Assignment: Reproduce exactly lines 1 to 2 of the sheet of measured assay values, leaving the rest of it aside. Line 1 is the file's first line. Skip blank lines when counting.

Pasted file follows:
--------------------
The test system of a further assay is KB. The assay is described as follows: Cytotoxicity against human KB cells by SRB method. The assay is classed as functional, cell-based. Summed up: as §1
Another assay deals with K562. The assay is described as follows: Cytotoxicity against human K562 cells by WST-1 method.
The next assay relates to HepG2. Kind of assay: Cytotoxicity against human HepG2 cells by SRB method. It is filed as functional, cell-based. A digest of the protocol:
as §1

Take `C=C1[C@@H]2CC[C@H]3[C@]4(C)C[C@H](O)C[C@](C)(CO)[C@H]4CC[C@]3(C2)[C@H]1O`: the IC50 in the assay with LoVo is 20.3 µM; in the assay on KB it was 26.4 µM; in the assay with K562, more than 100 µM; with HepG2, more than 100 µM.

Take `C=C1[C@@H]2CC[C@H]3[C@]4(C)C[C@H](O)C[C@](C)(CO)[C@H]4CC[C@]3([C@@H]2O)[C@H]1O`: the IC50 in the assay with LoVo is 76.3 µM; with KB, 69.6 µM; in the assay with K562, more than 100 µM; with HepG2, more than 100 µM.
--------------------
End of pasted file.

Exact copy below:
The test system of a further assay is KB. The assay is described as follows: Cytotoxicity against human KB cells by SRB method. The assay is classed as functional, cell-based. Summed up: as §1
Another assay deals with K562. The assay is described as follows: Cytotoxicity against human K562 cells by WST-1 method.